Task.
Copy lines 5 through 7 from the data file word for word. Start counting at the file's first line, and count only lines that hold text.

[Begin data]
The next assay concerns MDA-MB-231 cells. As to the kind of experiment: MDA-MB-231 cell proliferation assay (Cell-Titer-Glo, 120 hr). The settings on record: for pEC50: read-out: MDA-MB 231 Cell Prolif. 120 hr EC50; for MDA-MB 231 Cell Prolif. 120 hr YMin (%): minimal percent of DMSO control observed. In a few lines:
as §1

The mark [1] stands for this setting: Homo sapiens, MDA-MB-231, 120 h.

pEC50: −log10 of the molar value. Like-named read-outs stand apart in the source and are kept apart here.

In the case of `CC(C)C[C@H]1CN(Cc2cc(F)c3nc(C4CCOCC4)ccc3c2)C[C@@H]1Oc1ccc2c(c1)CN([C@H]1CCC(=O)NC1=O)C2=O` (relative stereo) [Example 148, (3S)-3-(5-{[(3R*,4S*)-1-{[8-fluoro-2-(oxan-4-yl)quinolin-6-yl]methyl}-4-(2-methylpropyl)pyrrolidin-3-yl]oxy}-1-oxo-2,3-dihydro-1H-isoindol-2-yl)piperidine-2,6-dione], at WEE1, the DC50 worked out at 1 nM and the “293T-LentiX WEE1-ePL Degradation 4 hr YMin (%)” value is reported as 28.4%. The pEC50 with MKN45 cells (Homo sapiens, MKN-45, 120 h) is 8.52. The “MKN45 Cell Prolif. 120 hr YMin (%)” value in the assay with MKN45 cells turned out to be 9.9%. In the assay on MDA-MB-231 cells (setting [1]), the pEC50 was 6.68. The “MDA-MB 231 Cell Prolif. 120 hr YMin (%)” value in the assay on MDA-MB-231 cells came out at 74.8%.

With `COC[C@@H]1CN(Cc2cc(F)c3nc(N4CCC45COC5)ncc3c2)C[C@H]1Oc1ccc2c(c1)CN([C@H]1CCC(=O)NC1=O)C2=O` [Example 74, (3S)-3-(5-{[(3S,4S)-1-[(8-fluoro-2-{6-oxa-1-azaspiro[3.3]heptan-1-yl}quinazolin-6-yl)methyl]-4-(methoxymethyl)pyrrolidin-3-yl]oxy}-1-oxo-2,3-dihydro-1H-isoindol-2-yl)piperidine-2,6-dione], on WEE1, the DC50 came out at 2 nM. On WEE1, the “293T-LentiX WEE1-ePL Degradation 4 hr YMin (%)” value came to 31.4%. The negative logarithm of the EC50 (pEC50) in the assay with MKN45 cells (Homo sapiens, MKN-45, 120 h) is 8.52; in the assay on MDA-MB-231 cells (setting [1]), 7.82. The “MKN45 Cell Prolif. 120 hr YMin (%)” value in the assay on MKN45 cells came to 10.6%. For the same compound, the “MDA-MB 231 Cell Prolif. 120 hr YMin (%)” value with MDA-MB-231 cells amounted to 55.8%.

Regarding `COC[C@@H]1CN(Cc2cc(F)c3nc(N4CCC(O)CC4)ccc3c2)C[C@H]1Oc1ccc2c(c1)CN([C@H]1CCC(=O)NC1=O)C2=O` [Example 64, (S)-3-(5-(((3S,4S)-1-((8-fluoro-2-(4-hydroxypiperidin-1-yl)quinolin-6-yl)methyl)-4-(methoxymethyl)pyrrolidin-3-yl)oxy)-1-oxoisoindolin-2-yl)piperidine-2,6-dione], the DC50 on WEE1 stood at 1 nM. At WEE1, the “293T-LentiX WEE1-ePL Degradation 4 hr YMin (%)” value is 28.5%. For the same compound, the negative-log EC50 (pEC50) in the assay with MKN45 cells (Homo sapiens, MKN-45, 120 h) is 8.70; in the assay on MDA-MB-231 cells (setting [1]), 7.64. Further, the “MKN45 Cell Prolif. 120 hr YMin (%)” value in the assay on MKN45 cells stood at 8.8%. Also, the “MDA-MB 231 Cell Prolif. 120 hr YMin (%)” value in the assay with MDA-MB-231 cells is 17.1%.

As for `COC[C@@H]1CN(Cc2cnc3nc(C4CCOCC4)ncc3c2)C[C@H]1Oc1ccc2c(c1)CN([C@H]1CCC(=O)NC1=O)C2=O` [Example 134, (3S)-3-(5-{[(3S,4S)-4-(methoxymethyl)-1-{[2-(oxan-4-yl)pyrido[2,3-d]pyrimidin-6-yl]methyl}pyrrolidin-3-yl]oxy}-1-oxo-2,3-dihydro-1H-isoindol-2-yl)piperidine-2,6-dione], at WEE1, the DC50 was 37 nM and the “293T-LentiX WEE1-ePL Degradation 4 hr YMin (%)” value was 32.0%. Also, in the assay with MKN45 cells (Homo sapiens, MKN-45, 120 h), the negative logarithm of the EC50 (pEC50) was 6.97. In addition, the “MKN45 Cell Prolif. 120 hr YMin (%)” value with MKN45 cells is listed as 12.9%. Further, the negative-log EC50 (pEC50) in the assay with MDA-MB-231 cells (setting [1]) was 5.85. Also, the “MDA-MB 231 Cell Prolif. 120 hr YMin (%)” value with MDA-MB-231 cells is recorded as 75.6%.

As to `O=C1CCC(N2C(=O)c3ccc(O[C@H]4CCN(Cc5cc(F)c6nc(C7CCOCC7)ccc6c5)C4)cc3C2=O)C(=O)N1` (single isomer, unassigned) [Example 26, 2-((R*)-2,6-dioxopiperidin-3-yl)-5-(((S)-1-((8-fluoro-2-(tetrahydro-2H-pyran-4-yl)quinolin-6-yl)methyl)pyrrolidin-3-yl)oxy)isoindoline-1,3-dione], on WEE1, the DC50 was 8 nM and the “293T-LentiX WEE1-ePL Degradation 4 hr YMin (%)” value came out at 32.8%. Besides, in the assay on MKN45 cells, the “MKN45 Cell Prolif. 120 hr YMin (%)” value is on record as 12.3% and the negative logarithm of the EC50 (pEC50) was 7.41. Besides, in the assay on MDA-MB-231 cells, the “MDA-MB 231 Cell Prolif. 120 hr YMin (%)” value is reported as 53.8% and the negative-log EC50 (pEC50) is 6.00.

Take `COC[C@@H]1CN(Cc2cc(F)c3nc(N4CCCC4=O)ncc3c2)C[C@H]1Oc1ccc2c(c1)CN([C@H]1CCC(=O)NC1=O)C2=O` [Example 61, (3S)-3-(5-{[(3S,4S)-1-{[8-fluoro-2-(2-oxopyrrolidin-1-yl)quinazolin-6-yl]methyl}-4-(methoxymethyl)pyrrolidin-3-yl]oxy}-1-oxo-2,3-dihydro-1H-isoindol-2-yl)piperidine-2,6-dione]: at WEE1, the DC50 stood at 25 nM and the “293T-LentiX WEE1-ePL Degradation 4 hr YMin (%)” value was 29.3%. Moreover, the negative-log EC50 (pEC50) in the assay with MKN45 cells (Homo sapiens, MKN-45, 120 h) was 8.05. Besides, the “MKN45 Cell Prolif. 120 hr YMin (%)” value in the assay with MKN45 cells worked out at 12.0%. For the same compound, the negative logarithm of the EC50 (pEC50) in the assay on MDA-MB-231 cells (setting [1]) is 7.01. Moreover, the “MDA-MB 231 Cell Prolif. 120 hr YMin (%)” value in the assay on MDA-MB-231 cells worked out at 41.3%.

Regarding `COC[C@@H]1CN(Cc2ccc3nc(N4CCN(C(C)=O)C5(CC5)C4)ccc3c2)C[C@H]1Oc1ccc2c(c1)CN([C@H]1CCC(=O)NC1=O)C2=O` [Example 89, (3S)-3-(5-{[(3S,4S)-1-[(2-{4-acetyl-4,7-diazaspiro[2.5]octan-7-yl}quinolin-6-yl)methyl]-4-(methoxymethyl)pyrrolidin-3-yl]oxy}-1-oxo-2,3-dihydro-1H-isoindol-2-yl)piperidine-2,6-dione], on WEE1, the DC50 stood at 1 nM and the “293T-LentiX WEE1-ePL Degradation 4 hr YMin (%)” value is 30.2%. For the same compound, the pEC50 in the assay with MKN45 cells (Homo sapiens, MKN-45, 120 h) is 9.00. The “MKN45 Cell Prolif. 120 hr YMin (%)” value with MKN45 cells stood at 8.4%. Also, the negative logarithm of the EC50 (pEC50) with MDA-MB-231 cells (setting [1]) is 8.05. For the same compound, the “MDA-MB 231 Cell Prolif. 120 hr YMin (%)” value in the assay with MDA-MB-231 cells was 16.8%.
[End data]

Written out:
In the case of `CC(C)C[C@H]1CN(Cc2cc(F)c3nc(C4CCOCC4)ccc3c2)C[C@@H]1Oc1ccc2c(c1)CN([C@H]1CCC(=O)NC1=O)C2=O` (relative stereo) [Example 148, (3S)-3-(5-{[(3R*,4S*)-1-{[8-fluoro-2-(oxan-4-yl)quinolin-6-yl]methyl}-4-(2-methylpropyl)pyrrolidin-3-yl]oxy}-1-oxo-2,3-dihydro-1H-isoindol-2-yl)piperidine-2,6-dione], at WEE1, the DC50 worked out at 1 nM and the “293T-LentiX WEE1-ePL Degradation 4 hr YMin (%)” value is reported as 28.4%. The pEC50 with MKN45 cells (Homo sapiens, MKN-45, 120 h) is 8.52. The “MKN45 Cell Prolif. 120 hr YMin (%)” value in the assay with MKN45 cells turned out to be 9.9%. In the assay on MDA-MB-231 cells (setting [1]), the pEC50 was 6.68. The “MDA-MB 231 Cell Prolif. 120 hr YMin (%)” value in the assay on MDA-MB-231 cells came out at 74.8%.

With `COC[C@@H]1CN(Cc2cc(F)c3nc(N4CCC45COC5)ncc3c2)C[C@H]1Oc1ccc2c(c1)CN([C@H]1CCC(=O)NC1=O)C2=O` [Example 74, (3S)-3-(5-{[(3S,4S)-1-[(8-fluoro-2-{6-oxa-1-azaspiro[3.3]heptan-1-yl}quinazolin-6-yl)methyl]-4-(methoxymethyl)pyrrolidin-3-yl]oxy}-1-oxo-2,3-dihydro-1H-isoindol-2-yl)piperidine-2,6-dione], on WEE1, the DC50 came out at 2 nM. On WEE1, the “293T-LentiX WEE1-ePL Degradation 4 hr YMin (%)” value came to 31.4%. The negative logarithm of the EC50 (pEC50) in the assay with MKN45 cells (Homo sapiens, MKN-45, 120 h) is 8.52; in the assay on MDA-MB-231 cells (setting [1]), 7.82. The “MKN45 Cell Prolif. 120 hr YMin (%)” value in the assay on MKN45 cells came to 10.6%. For the same compound, the “MDA-MB 231 Cell Prolif. 120 hr YMin (%)” value with MDA-MB-231 cells amounted to 55.8%.

Regarding `COC[C@@H]1CN(Cc2cc(F)c3nc(N4CCC(O)CC4)ccc3c2)C[C@H]1Oc1ccc2c(c1)CN([C@H]1CCC(=O)NC1=O)C2=O` [Example 64, (S)-3-(5-(((3S,4S)-1-((8-fluoro-2-(4-hydroxypiperidin-1-yl)quinolin-6-yl)methyl)-4-(methoxymethyl)pyrrolidin-3-yl)oxy)-1-oxoisoindolin-2-yl)piperidine-2,6-dione], the DC50 on WEE1 stood at 1 nM. At WEE1, the “293T-LentiX WEE1-ePL Degradation 4 hr YMin (%)” value is 28.5%. For the same compound, the negative-log EC50 (pEC50) in the assay with MKN45 cells (Homo sapiens, MKN-45, 120 h) is 8.70; in the assay on MDA-MB-231 cells (setting [1]), 7.64. Further, the “MKN45 Cell Prolif. 120 hr YMin (%)” value in the assay on MKN45 cells stood at 8.8%. Also, the “MDA-MB 231 Cell Prolif. 120 hr YMin (%)” value in the assay with MDA-MB-231 cells is 17.1%.